Xun Cao is a doctoral candidate in the Department of Political Science at the University of Washington. His dissertation research studies networks of international political economy such as trade, transnational capital flows, IGO connections, migration, and how network dynamics at international level can be used to explain behaviors of embedded national economies such as convergence and divergence of domestic economic policies. His substantive research interests also include inter and intra state conflicts and political geography. Xun's research in quantitative methodology focuses on latent space model of network analysis and spatial models. His publications include: "Protecting Jobs in the Age of Globalization: Examining the Relative Salience of Social Welfare and Industrial Subsidies in OECD Countries," with Aseem Prakash and Mike Ward, International Studies Quarterly, June 2007, and "Disputes, Democracies, and Dependencies: A Re-examination of the Kantian Peace," with Mike Ward and Randolph Siverson, American Journal of Political Science, July 2007.
Songying Fang is an Assistant Professor of Political Science at the University of Minnesota. She received her Ph.D. from the University of Rochester. Her research areas are international relations, political economy, applied game theory, and quantitative methodology. Her current research focuses on how international institutions, without strong enforcement mechanisms, can nevertheless influence state behavior. She is also interested in institutions more broadly, and is working on projects that explore security alliance, state building, and US Supreme Court. While at the Niehaus Center for Globalization and Governance, she will examine the mechanisms through which international institutions could influence the behavior of non-democracies.
Gerald DiGiusto is a visiting assistant professor in the Department of Government and Legal Studies at Bowdoin College. He received a Ph.D. in political science from Duke University. His research and teaching focus on international organization, the power and influence of private actors in international cooperation and world politics, the domestic politics of interstate bargaining, United States foreign policy, and the foreign policy behavior of nondemocracies. His current research explores how multinational and domestic producers and consumers shape the evolution and institutionalization of international regulatory regimes, with a particular focus on institution building in international intellectual property and competition policy.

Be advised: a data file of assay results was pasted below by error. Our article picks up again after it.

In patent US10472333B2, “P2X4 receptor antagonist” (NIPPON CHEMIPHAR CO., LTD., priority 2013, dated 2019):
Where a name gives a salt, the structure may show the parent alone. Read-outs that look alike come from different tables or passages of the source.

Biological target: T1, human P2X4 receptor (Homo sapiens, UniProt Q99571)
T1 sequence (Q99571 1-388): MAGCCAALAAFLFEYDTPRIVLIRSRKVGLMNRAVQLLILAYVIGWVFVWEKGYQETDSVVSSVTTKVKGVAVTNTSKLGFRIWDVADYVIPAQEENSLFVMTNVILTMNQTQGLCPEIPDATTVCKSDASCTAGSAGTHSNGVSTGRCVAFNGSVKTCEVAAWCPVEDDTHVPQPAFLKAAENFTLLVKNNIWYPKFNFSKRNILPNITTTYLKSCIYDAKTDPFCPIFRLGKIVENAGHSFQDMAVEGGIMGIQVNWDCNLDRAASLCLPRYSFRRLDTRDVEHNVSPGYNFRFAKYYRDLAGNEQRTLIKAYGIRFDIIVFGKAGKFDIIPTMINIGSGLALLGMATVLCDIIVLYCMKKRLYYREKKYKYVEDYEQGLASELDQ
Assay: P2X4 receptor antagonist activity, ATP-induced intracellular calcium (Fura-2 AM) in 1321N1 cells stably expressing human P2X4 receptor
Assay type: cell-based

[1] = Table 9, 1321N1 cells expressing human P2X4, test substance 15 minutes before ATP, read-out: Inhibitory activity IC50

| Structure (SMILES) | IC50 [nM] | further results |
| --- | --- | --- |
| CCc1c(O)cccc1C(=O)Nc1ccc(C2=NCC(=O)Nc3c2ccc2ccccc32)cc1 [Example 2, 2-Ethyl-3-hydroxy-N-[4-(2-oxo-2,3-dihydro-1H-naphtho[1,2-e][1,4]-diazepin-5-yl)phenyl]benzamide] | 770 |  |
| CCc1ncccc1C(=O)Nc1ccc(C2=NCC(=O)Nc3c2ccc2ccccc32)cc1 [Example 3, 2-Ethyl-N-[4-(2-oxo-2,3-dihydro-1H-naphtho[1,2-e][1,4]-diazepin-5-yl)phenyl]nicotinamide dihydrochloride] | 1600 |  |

Daniel Kono is an Assistant Professor of Political Science at the University of California at Davis. He received his Ph.D. from the University of North Carolina, Chapel Hill. His research focuses on the effects of international and domestic institutions on trade policy. His publications include "Optimal Obfuscation: Democracy and Trade Policy Transparency," American Political Science Review, August 2006; "Making Anarchy Work: International Legal Institutions and Trade Cooperation," The Journal of Politics, August 2007; "When Do Trade Blocs Block Trade?," International Studies Quarterly, March 2007; and "Are Free Trade Areas Good for Multilateralism? Evidence from the European Free Trade Association," International Studies Quarterly, December 2002. He is currently working on a book manuscript on the relationship between democracy and trade.